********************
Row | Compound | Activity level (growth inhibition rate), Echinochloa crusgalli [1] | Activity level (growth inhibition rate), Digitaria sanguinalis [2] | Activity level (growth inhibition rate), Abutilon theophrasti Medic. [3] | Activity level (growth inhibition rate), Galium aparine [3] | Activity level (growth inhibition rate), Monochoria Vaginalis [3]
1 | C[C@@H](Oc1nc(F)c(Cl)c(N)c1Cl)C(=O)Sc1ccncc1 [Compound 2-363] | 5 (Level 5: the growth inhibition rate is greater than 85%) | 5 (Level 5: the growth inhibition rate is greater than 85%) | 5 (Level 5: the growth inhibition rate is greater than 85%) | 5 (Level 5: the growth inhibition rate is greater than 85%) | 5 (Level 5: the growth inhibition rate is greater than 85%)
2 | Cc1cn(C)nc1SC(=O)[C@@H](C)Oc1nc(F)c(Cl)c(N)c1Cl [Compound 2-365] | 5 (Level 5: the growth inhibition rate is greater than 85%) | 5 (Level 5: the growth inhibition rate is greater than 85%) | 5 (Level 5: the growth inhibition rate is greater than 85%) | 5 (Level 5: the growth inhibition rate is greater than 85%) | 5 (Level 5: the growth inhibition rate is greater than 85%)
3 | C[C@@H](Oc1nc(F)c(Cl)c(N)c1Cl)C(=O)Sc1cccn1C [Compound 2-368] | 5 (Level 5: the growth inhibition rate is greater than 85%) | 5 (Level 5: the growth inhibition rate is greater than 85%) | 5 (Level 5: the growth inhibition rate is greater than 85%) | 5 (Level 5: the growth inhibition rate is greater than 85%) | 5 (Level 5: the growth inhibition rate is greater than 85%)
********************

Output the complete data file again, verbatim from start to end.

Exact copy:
Row | Compound | Activity level (growth inhibition rate), Echinochloa crusgalli [1] | Activity level (growth inhibition rate), Digitaria sanguinalis [2] | Activity level (growth inhibition rate), Abutilon theophrasti Medic. [3] | Activity level (growth inhibition rate), Galium aparine [3] | Activity level (growth inhibition rate), Monochoria Vaginalis [3]
1 | C[C@@H](Oc1nc(F)c(Cl)c(N)c1Cl)C(=O)Sc1ccncc1 [Compound 2-363] | 5 (Level 5: the growth inhibition rate is greater than 85%) | 5 (Level 5: the growth inhibition rate is greater than 85%) | 5 (Level 5: the growth inhibition rate is greater than 85%) | 5 (Level 5: the growth inhibition rate is greater than 85%) | 5 (Level 5: the growth inhibition rate is greater than 85%)
2 | Cc1cn(C)nc1SC(=O)[C@@H](C)Oc1nc(F)c(Cl)c(N)c1Cl [Compound 2-365] | 5 (Level 5: the growth inhibition rate is greater than 85%) | 5 (Level 5: the growth inhibition rate is greater than 85%) | 5 (Level 5: the growth inhibition rate is greater than 85%) | 5 (Level 5: the growth inhibition rate is greater than 85%) | 5 (Level 5: the growth inhibition rate is greater than 85%)
3 | C[C@@H](Oc1nc(F)c(Cl)c(N)c1Cl)C(=O)Sc1cccn1C [Compound 2-368] | 5 (Level 5: the growth inhibition rate is greater than 85%) | 5 (Level 5: the growth inhibition rate is greater than 85%) | 5 (Level 5: the growth inhibition rate is greater than 85%) | 5 (Level 5: the growth inhibition rate is greater than 85%) | 5 (Level 5: the growth inhibition rate is greater than 85%)